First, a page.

The Motocompo is best known as the bike used by Natsumi Tsujimoto on You're Under Arrest. It is tucked away at the back of her partner Miyuki Kobayakawa's Honda Today police car when not in use, it was released as a Bandai model kit. Folding Video at honda.co.jp Motocompo Owners Gallery at honda.co.jp Honda Motocompo brochure at Product Design Data Base Flickr photo results for'Honda Motocompo'

Shariq Mustafa

Shariq Mustafa is a professional tabla player in Hindustani classical music. Mustafa received scholarships from the Sahitya Kala Parishad at the state level in 2012-13 from the ministry of culture and is a fellow at the Farukhabad gharana tradition of Hindustani classical music. Mustafa is the grandson of Ustad Ahmed Jan Thirakwa and Ustad Sabri khan, who are renowned for their contribution to Hindustani Classical music, he learned music in the family and has performed alongside eminent Hindustani classical artists like Pandit Hari Prasad Chaurasia, Ustad Kamal Sabri, Pankaj Udhas, many others. As the fifth generation musician from the Thirakwa lineage, the grandson of Ustad Ahmed Jan Thirakwa, the son of Ustad Rashid Mustafa Thirakwa, He is working on developing different styles of tabla playing. Initiated into tabla playing at the age of four, Shariq obtained classical training under his father, Ustad Rashid Mustafa Thirakwa, he has performed at the Sangeet Natak Academy Music Festival and various other music concerts in India and abroad.

Shariq performed at the Rangmanch: Fusion of Kathak and Sarangi program on March 14, 2019 at Triveni Kala Sangam. The event was organised by Chhavi Bansal, under the mentorship of Dr Anuradha Mishra, Professor of Vivekananda Institute of professional studies, he appeared in a public interview, accompanied by his father Ustad Rashid Mustafa Thirakwa, published by The Hindu. The Interview was titled: "Home is where the heart is"", speaks about the festival in memory of their guru, Ustad Ahmad Jaan Thirakwa Shariq Mustafa featured at TEDx was published on 27 January 2017 on YouTube

Leonardo Fernández (Bolivian footballer)

Leonardo Alberto Fernandez Napollitano is a retired Argentine-born Bolivian football goalkeeper. He played for 13 professional clubs in six different countries. Fernández has an extensive career in football, he started out at Argentinos Juniors, where he was promoted to the first team in 1994. He transferred to Defensores de Belgrano. After a short spell, he moved to Bolivia in 1997 to join Oriente Petrolero, a club which acquired his playing rights shortly thereafter. Fernández spent a good portion of his career at Oriente, playing there in four different occasions altogether. During his first period with Oriente he had a series of impressive displays, situation that encouraged him to apply for Bolivian citizenship in hopes of getting a call from the Bolivia national team. Fernández played professionally for Independiente, Unión de Santa Fe, Chacarita Juniors and Tiro Federal in the Argentine Primera, CF Extremadura of the Spanish second division, Atlético Nacional in the Copa Mustang and Sociedad Deportiva Aucas of the Serie A de Ecuador.

In April 2007, while playing for Oriente, Fernández tested positive for marijuana consumption after a league game's doping control test. He appealed for a second test, after the results came positive again the league decided to suspend him for a two-year period. In 2009, Fernández returned to professional football with Bolivian first division club Real Mamoré. In the year, he joined La Paz F. C. club. After his naturalization, Fernández was called to represent the Bolivia national team. Between 2003 and 2005, he earned a total of 17 caps for Bolivia, including 3 appearances in Copa América 2004, he represented his newly adopted country in 13 FIFA World Cup qualification matches. List of footballers born in Argentina who have played for other national teams Argentine Primera statistics at Fútbol XXI BDFA profile Leonardo Fernández at National-Football-Teams.com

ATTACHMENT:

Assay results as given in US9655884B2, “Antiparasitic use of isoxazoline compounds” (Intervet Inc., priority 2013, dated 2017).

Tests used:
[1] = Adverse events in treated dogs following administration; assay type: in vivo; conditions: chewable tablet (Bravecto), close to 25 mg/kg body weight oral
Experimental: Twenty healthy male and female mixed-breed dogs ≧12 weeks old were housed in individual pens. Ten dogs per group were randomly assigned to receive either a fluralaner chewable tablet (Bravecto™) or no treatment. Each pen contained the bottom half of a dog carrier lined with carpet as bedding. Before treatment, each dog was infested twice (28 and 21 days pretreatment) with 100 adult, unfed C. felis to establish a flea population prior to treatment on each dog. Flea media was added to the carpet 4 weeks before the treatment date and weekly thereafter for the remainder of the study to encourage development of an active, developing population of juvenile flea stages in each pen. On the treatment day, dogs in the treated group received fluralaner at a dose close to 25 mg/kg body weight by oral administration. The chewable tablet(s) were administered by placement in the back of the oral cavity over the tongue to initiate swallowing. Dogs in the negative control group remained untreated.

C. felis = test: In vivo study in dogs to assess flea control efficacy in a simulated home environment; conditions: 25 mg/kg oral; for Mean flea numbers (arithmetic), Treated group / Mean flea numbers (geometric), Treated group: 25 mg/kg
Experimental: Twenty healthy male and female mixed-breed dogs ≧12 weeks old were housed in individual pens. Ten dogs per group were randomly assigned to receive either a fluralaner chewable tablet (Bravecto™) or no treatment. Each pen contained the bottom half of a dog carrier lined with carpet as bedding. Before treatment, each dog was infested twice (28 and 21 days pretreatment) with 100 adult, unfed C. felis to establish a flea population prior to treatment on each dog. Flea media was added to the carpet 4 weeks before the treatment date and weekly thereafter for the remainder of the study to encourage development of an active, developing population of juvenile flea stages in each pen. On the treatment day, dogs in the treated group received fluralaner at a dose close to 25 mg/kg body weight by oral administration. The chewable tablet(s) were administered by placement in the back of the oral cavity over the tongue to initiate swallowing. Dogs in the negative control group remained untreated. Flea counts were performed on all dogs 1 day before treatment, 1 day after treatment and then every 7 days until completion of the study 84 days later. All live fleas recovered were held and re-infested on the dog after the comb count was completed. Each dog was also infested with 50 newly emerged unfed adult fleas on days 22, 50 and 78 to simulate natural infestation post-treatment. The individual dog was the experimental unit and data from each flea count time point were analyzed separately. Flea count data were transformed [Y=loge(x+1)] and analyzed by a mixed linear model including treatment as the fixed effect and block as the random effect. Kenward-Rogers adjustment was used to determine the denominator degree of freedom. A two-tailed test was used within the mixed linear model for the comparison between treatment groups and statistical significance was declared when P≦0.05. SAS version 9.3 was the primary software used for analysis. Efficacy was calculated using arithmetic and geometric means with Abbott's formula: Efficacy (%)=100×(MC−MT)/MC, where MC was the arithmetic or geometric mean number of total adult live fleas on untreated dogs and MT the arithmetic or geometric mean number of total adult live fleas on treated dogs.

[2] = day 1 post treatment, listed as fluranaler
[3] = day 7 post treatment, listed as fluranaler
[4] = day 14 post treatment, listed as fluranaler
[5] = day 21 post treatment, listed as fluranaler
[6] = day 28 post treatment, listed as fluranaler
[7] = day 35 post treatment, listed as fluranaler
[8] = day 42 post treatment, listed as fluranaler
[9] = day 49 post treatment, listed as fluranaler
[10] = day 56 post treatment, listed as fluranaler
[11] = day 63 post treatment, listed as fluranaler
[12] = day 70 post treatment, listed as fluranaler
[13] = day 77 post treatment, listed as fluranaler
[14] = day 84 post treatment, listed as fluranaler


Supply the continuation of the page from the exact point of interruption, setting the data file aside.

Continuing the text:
Jan Vogler

Jan Vogler is a German-born classical cellist who lives in New York City. Born in East Berlin, he studied first with his father Peter Vogler and subsequently with Josef Schwab in Berlin, Heinrich Schiff in Basel and Siegfried Palm. At the age of 20 he won the principal cello position of the Staatskapelle Dresden, becoming the youngest player in the history of this orchestra to hold that position, he left the position in 1997 to pursue a solo career, moving to New York with his wife, violinist Mira Wang and their two children. There he befriended Bill Murray who joined him in 2017 for a musical recital in the Palace of Culture in Dresden; the program, titled "New Worlds", was recorded for Decca Records, Murray's debut album, toured in Germany and America, including the Elbphilharmonie in Hamburg and Carnegie Hall in New York City. German composer Jörg Widmann dedicated his cello concerto Dunkle Saiten to Vogler. Vogler has performed as soloist with the New York Philharmonic, Chicago Symphony Orchestra, Boston Symphony Orchestra, Pittsburgh Symphony Orchestra, Montreal Symphony Orchestra, Cincinnati Symphony Orchestra, Mariinsky Theatre Orchestra, Staatskapelle Dresden, Bavarian Radio Symphony Orchestra, Stuttgart Radio Symphony Orchestra, Taiwan Philharmonic, Vienna Symphony.

His regular recital partners include Hélène Grimaud. He is a Sony recording artist, his discography includes the Cello Suites of Johann Sebastian Bach, the Dvořák Cello Concerto with the New York Philharmonic, the Schumann Cello Concerto, other major works, his cello is the Castelbarco/Fau, made by Stradivari in 1707. 2002: Echo Klassik Instrumentalist of the Year 2006: Echo Klassik, Chamber Music Recording of the Year, Mozart Divertimento, K. 563 2011: Erich-Kästner-Preis 2014: Echo Klassik Instrumentalist of the Year 2004: Cello Concertos.. 2005: Ludwig van Beethoven and Robert Schumann: The Works for Cello and Piano. 2005: The Secrets of Dvořak's Cello Concerto.. 2006: W. A. Mozart: Divertimento, K. 563.. 2007: my tunes.. 2007: Concerti brillanti.. 2009: Jan Vogler – the Cellist.. 2009: New Worlds.. 2009: experience: live from new york.. 2010: My tunes 2.. 2012: Johann Sebastian Bach Cello Suites Sony Music Entertainment. 2017: New Worlds.. Official website